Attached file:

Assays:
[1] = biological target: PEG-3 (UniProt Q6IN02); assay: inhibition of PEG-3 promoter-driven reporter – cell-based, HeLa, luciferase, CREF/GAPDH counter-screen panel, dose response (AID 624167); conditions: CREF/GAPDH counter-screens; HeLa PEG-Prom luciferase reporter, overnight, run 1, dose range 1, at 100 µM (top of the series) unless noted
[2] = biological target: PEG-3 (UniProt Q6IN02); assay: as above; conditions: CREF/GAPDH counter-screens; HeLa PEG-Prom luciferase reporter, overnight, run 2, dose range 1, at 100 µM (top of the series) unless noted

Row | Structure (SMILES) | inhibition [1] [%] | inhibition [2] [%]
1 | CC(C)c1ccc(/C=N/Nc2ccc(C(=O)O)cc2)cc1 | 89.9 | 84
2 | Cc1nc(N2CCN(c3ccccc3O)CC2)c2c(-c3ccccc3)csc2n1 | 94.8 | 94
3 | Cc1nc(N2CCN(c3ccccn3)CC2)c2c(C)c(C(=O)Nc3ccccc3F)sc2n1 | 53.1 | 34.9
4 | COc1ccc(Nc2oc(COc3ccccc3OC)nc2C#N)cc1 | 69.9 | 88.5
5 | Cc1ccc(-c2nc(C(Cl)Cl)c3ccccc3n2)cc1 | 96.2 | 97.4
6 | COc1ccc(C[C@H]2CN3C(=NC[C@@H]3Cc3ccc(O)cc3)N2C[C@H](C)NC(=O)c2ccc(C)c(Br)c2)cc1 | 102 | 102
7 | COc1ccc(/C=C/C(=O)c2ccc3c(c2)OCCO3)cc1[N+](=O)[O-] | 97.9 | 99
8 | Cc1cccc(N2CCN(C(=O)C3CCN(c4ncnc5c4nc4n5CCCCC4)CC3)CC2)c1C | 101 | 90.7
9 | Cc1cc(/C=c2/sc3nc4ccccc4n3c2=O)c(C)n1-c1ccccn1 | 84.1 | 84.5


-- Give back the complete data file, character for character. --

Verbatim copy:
Assays:
[1] = biological target: PEG-3 (UniProt Q6IN02); assay: inhibition of PEG-3 promoter-driven reporter – cell-based, HeLa, luciferase, CREF/GAPDH counter-screen panel, dose response (AID 624167); conditions: CREF/GAPDH counter-screens; HeLa PEG-Prom luciferase reporter, overnight, run 1, dose range 1, at 100 µM (top of the series) unless noted
[2] = biological target: PEG-3 (UniProt Q6IN02); assay: as above; conditions: CREF/GAPDH counter-screens; HeLa PEG-Prom luciferase reporter, overnight, run 2, dose range 1, at 100 µM (top of the series) unless noted

Row | Structure (SMILES) | inhibition [1] [%] | inhibition [2] [%]
1 | CC(C)c1ccc(/C=N/Nc2ccc(C(=O)O)cc2)cc1 | 89.9 | 84
2 | Cc1nc(N2CCN(c3ccccc3O)CC2)c2c(-c3ccccc3)csc2n1 | 94.8 | 94
3 | Cc1nc(N2CCN(c3ccccn3)CC2)c2c(C)c(C(=O)Nc3ccccc3F)sc2n1 | 53.1 | 34.9
4 | COc1ccc(Nc2oc(COc3ccccc3OC)nc2C#N)cc1 | 69.9 | 88.5
5 | Cc1ccc(-c2nc(C(Cl)Cl)c3ccccc3n2)cc1 | 96.2 | 97.4
6 | COc1ccc(C[C@H]2CN3C(=NC[C@@H]3Cc3ccc(O)cc3)N2C[C@H](C)NC(=O)c2ccc(C)c(Br)c2)cc1 | 102 | 102
7 | COc1ccc(/C=C/C(=O)c2ccc3c(c2)OCCO3)cc1[N+](=O)[O-] | 97.9 | 99
8 | Cc1cccc(N2CCN(C(=O)C3CCN(c4ncnc5c4nc4n5CCCCC4)CC3)CC2)c1C | 101 | 90.7
9 | Cc1cc(/C=c2/sc3nc4ccccc4n3c2=O)c(C)n1-c1ccccn1 | 84.1 | 84.5